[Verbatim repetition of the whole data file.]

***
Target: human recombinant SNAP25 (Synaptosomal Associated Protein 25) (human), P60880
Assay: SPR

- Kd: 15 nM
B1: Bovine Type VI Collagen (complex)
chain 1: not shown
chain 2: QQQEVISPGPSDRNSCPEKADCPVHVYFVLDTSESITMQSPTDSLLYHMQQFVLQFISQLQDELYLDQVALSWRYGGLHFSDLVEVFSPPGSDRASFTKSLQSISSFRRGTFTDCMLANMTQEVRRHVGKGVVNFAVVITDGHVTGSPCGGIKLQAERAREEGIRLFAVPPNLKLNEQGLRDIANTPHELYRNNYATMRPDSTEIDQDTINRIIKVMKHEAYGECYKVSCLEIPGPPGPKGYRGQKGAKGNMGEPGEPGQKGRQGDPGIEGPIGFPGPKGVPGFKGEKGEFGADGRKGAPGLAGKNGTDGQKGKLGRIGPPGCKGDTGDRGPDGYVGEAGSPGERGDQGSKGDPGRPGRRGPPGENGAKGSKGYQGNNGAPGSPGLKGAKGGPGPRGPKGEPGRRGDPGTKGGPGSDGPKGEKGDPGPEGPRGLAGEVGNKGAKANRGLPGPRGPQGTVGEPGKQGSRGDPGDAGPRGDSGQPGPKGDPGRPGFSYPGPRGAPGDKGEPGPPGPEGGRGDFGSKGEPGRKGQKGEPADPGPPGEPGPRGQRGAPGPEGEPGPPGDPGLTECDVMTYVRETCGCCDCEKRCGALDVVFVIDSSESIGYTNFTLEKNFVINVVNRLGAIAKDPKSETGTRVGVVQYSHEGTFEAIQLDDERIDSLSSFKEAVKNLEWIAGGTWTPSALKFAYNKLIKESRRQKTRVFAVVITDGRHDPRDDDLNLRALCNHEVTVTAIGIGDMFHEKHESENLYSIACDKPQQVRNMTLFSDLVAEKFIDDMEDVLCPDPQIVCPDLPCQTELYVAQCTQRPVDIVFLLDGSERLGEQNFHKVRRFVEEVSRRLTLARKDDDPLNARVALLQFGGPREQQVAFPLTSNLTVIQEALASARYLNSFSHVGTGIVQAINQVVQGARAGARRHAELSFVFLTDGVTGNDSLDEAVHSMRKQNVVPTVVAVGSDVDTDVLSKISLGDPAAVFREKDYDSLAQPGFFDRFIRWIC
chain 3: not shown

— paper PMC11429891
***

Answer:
Target: human recombinant SNAP25 (Synaptosomal Associated Protein 25) (human), P60880
Assay: SPR

- Kd: 15 nM
B1: Bovine Type VI Collagen (complex)
chain 1: not shown
chain 2: QQQEVISPGPSDRNSCPEKADCPVHVYFVLDTSESITMQSPTDSLLYHMQQFVLQFISQLQDELYLDQVALSWRYGGLHFSDLVEVFSPPGSDRASFTKSLQSISSFRRGTFTDCMLANMTQEVRRHVGKGVVNFAVVITDGHVTGSPCGGIKLQAERAREEGIRLFAVPPNLKLNEQGLRDIANTPHELYRNNYATMRPDSTEIDQDTINRIIKVMKHEAYGECYKVSCLEIPGPPGPKGYRGQKGAKGNMGEPGEPGQKGRQGDPGIEGPIGFPGPKGVPGFKGEKGEFGADGRKGAPGLAGKNGTDGQKGKLGRIGPPGCKGDTGDRGPDGYVGEAGSPGERGDQGSKGDPGRPGRRGPPGENGAKGSKGYQGNNGAPGSPGLKGAKGGPGPRGPKGEPGRRGDPGTKGGPGSDGPKGEKGDPGPEGPRGLAGEVGNKGAKANRGLPGPRGPQGTVGEPGKQGSRGDPGDAGPRGDSGQPGPKGDPGRPGFSYPGPRGAPGDKGEPGPPGPEGGRGDFGSKGEPGRKGQKGEPADPGPPGEPGPRGQRGAPGPEGEPGPPGDPGLTECDVMTYVRETCGCCDCEKRCGALDVVFVIDSSESIGYTNFTLEKNFVINVVNRLGAIAKDPKSETGTRVGVVQYSHEGTFEAIQLDDERIDSLSSFKEAVKNLEWIAGGTWTPSALKFAYNKLIKESRRQKTRVFAVVITDGRHDPRDDDLNLRALCNHEVTVTAIGIGDMFHEKHESENLYSIACDKPQQVRNMTLFSDLVAEKFIDDMEDVLCPDPQIVCPDLPCQTELYVAQCTQRPVDIVFLLDGSERLGEQNFHKVRRFVEEVSRRLTLARKDDDPLNARVALLQFGGPREQQVAFPLTSNLTVIQEALASARYLNSFSHVGTGIVQAINQVVQGARAGARRHAELSFVFLTDGVTGNDSLDEAVHSMRKQNVVPTVVAVGSDVDTDVLSKISLGDPAAVFREKDYDSLAQPGFFDRFIRWIC
chain 3: not shown

— paper PMC11429891